Life-Threatening Allergy – An Homage to Von Pirquet
Welcome to the World Allergy Forum Symposium and Introduction to "Life Threatening Allergy - An Homage to Von Pirquet"
Michael A. Kaliner
Welcome to the 29th Symposium in the World Allergy Forum Series, "Life-Threatening Allergy – An Homage to Von Pirquet". Today’s program focuses on anaphylaxis and its treatment. We believe that Dr. Von Pirquet would have enjoyed hearing our three superlative speakers and the current state of anaphylaxis. World Allergy Forum is the longest-running educational program of World Allergy Organization, and we are grateful for the unrestricted educational grant from Novartis, our longest running pharmaceutical partner, which enables us to bring you this program today.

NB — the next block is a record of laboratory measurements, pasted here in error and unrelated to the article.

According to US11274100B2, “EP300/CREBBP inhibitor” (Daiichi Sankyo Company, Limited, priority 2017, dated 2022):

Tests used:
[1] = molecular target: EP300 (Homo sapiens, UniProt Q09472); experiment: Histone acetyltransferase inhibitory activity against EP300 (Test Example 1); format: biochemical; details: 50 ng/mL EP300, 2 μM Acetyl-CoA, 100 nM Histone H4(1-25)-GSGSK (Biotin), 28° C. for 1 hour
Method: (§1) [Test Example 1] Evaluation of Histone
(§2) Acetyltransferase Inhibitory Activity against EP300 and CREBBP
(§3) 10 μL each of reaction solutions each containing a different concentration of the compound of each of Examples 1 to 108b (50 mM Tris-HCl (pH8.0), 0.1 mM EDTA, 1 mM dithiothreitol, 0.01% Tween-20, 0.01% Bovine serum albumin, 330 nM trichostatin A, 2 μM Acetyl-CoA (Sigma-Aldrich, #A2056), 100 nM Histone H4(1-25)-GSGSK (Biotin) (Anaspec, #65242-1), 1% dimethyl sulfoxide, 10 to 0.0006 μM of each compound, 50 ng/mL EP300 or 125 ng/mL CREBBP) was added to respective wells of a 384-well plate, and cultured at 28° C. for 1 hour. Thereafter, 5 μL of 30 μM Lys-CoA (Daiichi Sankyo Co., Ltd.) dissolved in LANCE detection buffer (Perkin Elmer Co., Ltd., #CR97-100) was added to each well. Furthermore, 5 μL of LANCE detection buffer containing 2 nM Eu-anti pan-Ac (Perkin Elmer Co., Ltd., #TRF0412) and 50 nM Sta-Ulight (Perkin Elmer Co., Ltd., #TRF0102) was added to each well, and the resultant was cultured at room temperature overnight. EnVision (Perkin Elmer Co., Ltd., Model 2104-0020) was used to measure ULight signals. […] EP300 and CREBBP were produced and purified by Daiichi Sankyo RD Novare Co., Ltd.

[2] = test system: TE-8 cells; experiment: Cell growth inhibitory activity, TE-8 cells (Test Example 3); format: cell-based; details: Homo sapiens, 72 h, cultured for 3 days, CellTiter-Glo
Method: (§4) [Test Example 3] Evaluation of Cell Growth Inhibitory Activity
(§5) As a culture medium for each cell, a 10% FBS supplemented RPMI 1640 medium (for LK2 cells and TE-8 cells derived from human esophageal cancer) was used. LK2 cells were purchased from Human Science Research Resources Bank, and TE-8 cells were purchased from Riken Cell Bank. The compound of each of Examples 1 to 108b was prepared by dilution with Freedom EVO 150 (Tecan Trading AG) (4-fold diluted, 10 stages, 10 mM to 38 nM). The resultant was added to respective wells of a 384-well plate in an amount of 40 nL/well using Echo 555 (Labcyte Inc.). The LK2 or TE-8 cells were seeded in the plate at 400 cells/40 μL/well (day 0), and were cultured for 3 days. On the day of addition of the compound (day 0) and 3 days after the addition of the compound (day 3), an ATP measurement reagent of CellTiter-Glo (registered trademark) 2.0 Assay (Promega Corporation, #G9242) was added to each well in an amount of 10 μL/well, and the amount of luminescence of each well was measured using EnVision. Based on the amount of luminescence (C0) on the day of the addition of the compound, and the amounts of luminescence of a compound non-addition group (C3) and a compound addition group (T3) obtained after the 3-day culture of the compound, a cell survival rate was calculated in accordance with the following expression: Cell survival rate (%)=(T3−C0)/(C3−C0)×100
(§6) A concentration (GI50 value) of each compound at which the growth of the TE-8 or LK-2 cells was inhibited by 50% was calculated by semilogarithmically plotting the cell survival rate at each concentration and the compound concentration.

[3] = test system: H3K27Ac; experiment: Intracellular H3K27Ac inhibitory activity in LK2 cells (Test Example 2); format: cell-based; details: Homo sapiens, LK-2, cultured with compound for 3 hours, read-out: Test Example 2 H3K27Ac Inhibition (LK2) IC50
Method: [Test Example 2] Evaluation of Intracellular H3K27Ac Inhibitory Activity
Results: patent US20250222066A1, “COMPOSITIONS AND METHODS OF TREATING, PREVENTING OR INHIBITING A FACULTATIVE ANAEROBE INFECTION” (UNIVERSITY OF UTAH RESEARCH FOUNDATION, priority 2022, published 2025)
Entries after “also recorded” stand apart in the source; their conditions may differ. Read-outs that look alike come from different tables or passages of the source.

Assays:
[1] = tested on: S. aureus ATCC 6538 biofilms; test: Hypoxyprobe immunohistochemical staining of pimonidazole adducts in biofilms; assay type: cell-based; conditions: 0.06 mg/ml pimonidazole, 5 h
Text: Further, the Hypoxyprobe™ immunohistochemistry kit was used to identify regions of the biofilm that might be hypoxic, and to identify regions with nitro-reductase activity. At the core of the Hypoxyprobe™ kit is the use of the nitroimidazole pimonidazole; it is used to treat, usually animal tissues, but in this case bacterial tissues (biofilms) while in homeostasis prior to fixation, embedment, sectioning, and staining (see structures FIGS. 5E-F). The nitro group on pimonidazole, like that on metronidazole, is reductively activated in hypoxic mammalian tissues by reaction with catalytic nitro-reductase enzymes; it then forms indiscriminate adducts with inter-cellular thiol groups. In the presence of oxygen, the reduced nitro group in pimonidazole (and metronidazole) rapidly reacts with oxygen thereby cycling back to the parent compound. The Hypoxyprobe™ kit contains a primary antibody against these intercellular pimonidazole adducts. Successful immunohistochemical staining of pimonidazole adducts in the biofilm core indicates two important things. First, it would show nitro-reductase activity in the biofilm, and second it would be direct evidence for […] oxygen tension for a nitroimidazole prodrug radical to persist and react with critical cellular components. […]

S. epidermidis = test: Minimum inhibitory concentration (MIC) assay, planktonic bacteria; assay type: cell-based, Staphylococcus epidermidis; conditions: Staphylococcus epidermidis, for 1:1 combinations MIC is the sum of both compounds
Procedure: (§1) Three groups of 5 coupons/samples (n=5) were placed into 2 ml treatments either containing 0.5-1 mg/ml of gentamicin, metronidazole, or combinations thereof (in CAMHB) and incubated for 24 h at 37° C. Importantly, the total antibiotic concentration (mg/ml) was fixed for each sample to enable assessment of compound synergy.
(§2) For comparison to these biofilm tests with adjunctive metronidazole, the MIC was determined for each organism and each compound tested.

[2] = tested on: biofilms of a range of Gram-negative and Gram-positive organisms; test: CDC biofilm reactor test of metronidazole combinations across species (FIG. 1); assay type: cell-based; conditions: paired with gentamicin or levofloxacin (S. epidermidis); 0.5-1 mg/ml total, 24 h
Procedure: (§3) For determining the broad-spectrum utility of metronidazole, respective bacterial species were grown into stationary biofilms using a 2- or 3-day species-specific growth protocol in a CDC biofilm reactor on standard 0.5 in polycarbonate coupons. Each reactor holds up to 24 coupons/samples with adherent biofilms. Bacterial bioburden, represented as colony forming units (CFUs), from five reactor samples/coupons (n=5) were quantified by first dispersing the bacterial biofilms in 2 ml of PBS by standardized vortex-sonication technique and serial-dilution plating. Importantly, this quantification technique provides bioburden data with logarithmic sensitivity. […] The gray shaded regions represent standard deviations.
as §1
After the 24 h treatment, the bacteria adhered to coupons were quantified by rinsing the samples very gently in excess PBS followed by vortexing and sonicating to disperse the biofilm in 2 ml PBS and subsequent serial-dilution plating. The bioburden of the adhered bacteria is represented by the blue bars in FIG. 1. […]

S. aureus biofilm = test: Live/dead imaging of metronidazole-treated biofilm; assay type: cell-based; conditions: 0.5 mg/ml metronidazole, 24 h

I am lucky to preside over WAO at this time; the Organization has become very active in a wide range of activities, the leadership is extremely dynamic, and our position in the world of allergy is firmly established. Over the next two years, we plan a global agenda to strengthen allergy both for patients and allergists; we plan to make WAO more visible, of greater service to our member societies and establish strong and broad partnerships with our national and regional societies. Where we already have strong allergy societies, we will cooperate with them while always giving recognition to their skills and strengths. Where we have newer or less established societies, we will partner with and strengthen these fledgling groups through our Emerging Societies Program. In areas where there are no societies, WAO will help local allergists to make the governing bodies aware of the need for allergy and work to create an environment where allergy and asthma sufferers can get access to well-trained physicians.